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HV Battery Emergency Cooling

Discussion in 'Model S: Battery & Charging' started by apacheguy, Sep 10, 2015.

  1. apacheguy

    apacheguy Sig 255, VIN 320

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    I'm wondering at what temp (if any) will the BMS forcibly wake the car from sleep and begin cooling the battery. In almost 3 years of ownership, I can tell you that the Model S only performs thermal management of the battery when:

    1. The car is on.
    2. The 12 V is actively being charged.
    3. A remote cool down cycle via the app is initiated.

    However, while the car is sleeping and the contactors are open, I've never seen the car activate it's cooling system, even in hot weather (~100 F). For those of you in Texas or Arizona, have you ever witnessed this behavior? If so, what temperature triggered the wake up and cooling cycle?
     
  2. FlasherZ

    FlasherZ Sig Model S + Sig Model X + Model 3 Resv

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    With my car plugged in, inside my garage, without the HPWC activated, I have heard occasional clicking of what sounds like coolant pumps. I've never heard fans and/or compressors operating, but I have heard something that I believe to be pumps. Not definitive, but definitely activity outside the car.
     
  3. apacheguy

    apacheguy Sig 255, VIN 320

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    I suppose you're right that it's just the coolant pumps passively cooling the cells. Although even for the coolant pumps to circulate I'm pretty sure the car has to be doing 1-3 above. I don't believe the coolant pumps operate with the contactors open while the car is asleep.
     
  4. Cyberax

    Cyberax Member

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    The rate of LiIon self-discharge is very low, so the amount of heat generated by a disconnected battery is pretty much negligible. Of course, if you heat the whole car to 70-80C then you might get thermal runaway even with disconnected batteries. But at this point you're going to have other problems...
     
  5. FlasherZ

    FlasherZ Sig Model S + Sig Model X + Model 3 Resv

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    In my case, I think the car was asleep. I didn't check, but there would be no reason for it not to be at that particular time.
     
  6. apacheguy

    apacheguy Sig 255, VIN 320

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    For sure. I'm talking about managing the slow resistance build up (degradation) due to heat stress. Not a thermal runaway.
     
  7. tom66

    tom66 Member

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    I remember reading that Tesla has a patent on emergency battery cooldown in the event of thermal runaway which allows the BMS and HVAC to completely drain the pack (well past zero SOC) in the case of a thermal runaway event. If this is implemented this means it will do whatever it can do prevent a runaway if it believes one is occurring, even if it will completely destroy the pack (presumably "fire and destroyed pack" is better than just "destroyed pack".)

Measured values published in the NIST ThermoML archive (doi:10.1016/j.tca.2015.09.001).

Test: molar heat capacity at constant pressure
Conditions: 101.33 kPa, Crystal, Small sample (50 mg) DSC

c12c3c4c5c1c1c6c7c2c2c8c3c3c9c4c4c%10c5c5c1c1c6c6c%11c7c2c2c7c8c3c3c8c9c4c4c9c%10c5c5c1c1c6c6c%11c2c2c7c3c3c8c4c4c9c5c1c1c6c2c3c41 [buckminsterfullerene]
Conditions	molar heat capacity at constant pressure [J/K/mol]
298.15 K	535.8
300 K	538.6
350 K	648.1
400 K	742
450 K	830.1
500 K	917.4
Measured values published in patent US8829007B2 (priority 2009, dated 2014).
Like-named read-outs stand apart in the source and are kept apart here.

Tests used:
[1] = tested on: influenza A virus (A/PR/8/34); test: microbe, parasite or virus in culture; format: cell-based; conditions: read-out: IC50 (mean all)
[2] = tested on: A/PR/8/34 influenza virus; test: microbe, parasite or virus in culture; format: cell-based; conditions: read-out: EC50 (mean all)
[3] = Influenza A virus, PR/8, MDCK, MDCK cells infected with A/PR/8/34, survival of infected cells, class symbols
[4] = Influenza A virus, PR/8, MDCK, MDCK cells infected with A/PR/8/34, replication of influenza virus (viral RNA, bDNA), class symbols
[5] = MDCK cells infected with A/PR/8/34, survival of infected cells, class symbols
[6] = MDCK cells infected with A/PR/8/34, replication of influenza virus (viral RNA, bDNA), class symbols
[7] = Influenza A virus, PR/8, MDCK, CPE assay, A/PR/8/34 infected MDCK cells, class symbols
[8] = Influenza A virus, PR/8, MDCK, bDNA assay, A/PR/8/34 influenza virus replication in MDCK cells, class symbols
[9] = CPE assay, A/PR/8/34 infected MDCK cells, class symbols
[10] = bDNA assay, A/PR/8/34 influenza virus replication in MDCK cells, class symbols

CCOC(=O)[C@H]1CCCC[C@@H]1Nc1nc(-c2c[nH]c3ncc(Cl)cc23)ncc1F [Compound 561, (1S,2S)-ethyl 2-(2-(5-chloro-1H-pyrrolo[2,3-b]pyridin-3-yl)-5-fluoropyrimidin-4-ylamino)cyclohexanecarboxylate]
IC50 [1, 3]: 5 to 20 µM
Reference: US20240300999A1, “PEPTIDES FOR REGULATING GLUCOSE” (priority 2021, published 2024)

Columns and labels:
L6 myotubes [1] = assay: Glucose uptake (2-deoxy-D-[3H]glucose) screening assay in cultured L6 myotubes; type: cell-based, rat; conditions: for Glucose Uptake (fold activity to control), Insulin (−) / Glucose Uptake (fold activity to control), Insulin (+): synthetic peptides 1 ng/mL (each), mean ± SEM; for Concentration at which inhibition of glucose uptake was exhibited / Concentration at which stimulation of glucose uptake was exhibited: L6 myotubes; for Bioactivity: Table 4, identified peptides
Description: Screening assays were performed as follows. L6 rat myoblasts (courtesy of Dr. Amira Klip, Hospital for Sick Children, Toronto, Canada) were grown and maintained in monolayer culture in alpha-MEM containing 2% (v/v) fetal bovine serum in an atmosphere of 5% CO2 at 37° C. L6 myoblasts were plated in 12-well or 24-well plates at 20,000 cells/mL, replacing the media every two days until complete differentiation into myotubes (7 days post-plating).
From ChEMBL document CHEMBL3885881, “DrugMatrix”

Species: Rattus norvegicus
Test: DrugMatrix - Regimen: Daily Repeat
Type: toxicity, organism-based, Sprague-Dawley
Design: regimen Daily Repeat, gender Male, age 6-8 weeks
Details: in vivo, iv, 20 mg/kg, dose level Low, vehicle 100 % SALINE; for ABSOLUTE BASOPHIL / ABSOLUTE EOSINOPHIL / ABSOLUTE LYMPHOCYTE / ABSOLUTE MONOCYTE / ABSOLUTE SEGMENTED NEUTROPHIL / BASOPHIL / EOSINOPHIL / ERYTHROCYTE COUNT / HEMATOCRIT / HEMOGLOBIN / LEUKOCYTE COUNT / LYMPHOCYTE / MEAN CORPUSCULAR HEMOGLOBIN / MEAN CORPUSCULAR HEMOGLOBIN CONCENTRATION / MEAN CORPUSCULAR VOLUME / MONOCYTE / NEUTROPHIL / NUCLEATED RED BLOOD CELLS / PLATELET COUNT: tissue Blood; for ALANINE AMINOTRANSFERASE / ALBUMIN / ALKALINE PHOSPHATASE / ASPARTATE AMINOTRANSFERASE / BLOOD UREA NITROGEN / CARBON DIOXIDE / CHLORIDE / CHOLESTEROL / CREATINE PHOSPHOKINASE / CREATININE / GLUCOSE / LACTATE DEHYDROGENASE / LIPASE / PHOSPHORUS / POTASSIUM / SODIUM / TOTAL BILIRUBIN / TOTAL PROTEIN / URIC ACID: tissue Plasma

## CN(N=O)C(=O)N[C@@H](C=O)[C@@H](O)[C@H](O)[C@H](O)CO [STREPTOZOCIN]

I woudn't be surprised to hear that the prior incidents of battery fires resulting from road debris were much limited by such a system, but ultimately futile as the coolant loop can only remove so much heat. Probably explains why the second vehicle managed to drive for 3+ minutes before finally giving in.
     
  8. Todd Burch

    Todd Burch Electron Pilot

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    I recall reading in the manual (years ago) that the active cooling limit for the battery was around 120-130 degF. It didn't say it in so many words, but something that indicated normal operating temperature peaked around there, and the battery would actively cool itself beyond this limit. With the battery essentially in the shade (under the car), I'm not sure the pack would reach this limit temperature just sitting out on a 100 degF day--especially if there's a breeze.
     
  9. apacheguy

    apacheguy Sig 255, VIN 320

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    Todd - Think that 120-130 F target that you recall might be coming from leaked diag screens:

    http://www.teslamotorsclub.com/attachment.php?attachmentid=20088&d=1365905905

    Active cooling target is 55 C, passive 40 C. It makes sense that the battery pack has a high heat capacity and doesn't get that hot even in 100 F weather. Even so, 40 C = 104 F which seems way too lenient for the operating constraints of a LiIon pack that has the advantage of liquid cooling.

    Also, I question whether even passive cooling occurs while the car is asleep. From my observations, the vampire drain is not excessively worse on really hot days compared to really cold nights (where I do indeed see greater vampire loss).